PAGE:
In addition, Warren has a raft of proposals to ensure Native concerns won't be left on the back burner, such as instituting a permanent "White House Council on Native American Affairs [...] whose chairperson has Cabinet-level status." Barack Obama established such a council, but Donald Trump let it die off, so Warren wants it to be put into law by Congress. She also calls for designated deputy secretaries for Native affairs in a number of Cabinet agencies, and a statutory commitment to consulting with Tribal representatives on federal policy that affects indigenous people.

Like several Warren policy papers, this one slots in pieces of other proposals she's made: Her economic development plan for Native America connects to her rural America plan, with infrastructure development, broadband internet, and green manufacturing. It also tracks with her housing plan, which already specified new and rehabbed housing in Tribal areas. At the same time, Warren acknowledges the particular challenges faced by indigenous communities, which have faced centuries of neglect at best, attempted genocide at worst. For instance, just getting clean water is a challenge:

Nearly 40% of homes in the Navajo Nation do not have access to running water, and the Indian Health Service (IHS) estimates that Native people lack access to safe drinking water at nine times higher rates than average.

And climate change is already endangering Native Alaskan communities -- as sea ice vanishes and sea levels rise, coastal villages may have to relocate altogether. What's impressive here is that Warren isn't proposing any sort of one-size-fits-all approach: Each section of the plan addresses particular, local needs, and calls for inclusion of Tribal leaders in implementing them. Yes, Medicare for All, but let's also strengthen the Indian Health Service and make sure the particular health needs of Native communities -- such as higher-than-average alcoholism, diabetes, heart disease -- are addressed. Free public college for everyone -- but also funding for programs to protect Native languages and to teach them to kids.

Warren's plan also addresses a fundamental inequity in law enforcement: She wants Congress to fix a huge injustice imposed by the Supreme Court's 1978 Oliphant v. Suquamish Indian Tribe decision. That case meant that for the most part, Tribal courts just plain don't have jurisdiction over non-Indians in criminal cases, which has led to non-Native suspects getting away with horrible crimes, especially rapes, committed on reservation lands.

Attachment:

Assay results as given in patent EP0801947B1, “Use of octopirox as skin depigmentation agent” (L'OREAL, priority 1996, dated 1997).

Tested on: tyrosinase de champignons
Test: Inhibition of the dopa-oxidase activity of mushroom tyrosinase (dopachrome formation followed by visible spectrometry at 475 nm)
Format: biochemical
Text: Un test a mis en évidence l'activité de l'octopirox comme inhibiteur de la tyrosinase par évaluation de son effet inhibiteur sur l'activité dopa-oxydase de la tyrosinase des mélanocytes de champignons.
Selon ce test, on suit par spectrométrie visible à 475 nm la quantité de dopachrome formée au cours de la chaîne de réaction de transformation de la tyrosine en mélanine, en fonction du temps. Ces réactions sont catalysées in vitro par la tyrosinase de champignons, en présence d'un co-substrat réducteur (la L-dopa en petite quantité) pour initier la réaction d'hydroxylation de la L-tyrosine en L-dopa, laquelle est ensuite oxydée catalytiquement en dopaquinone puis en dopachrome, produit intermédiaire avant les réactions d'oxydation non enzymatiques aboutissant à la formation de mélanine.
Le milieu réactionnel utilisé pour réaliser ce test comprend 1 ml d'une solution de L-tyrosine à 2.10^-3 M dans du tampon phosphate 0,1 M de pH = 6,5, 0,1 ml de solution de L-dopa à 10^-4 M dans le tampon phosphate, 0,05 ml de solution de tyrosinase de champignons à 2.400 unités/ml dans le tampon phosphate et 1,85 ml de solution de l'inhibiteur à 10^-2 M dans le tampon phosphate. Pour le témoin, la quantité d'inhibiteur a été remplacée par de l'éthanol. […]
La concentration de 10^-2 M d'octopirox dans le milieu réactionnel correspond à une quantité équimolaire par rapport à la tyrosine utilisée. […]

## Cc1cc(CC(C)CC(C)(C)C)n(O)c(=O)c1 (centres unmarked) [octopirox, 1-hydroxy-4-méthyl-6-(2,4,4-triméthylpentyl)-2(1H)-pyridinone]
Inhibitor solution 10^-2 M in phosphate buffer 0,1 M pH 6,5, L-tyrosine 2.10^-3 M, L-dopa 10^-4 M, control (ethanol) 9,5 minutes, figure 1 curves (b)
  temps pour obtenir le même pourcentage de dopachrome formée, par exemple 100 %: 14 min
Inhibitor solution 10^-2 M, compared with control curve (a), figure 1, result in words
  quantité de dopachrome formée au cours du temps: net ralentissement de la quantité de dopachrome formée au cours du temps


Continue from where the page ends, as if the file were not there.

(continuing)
96% of Native female sexual assault victims have experienced violence at the hands of a non-Native person. Even where they are willing to do so, state and federal law enforcement authorities face several obstacles to investigating and prosecuting these offenses, such as the remote geography of many tribal areas, difficulties in producing witnesses, and limited resources. These circumstances effectively immunize crimes on Tribal lands, turning those lands into magnets for violent criminals, sex traffickers, and drug cartels who choose to prey on vulnerable populations.

In addition to giving jurisdiction -- with protection of due process for suspects -- to Tribal courts, Warren would fund Tribal police and justice systems so they can adequately fulfill that mandate.

Warren also calls for federal action to investigate and solve the crisis of murdered and missing Native women and girls:

This crisis affects Native women and girls everywhere — on reservations, in cities, and in rural communities. In 2016, according to the National Crime Information Center, 5,712 indigenous women and girls were reported missing. Native women and girls face disproportionate rates of domestic abuse and sexual violence, and 84% of indigenous women have experienced violence in their lifetime.

Among multiple proposals (there are bills waiting to go), Warren would put in place a Justice Department program, modeled on the Amber Alert system, aimed at alerting law enforcement and the public to missing women.

It's really an impressive document that has a hell of a lot more than we have room to discuss -- go read it! And dump a metaphorical milkshake on any idiot who dismisses it with a racist "Tomahawk Chop" gesture.

[Team Warren on Medium / Politico]

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Doktor Zoom

Doktor Zoom's real name is Marty Kelley, and he lives in the wilds of Boise, Idaho. He is not a medical doctor, but does have a real PhD in Rhetoric. You should definitely donate some money to this little mommyblog where he has finally found acceptance and cat pictures. He is on maternity leave until 2033. Here is his Twitter, also. His quest to avoid prolixity is not going so great.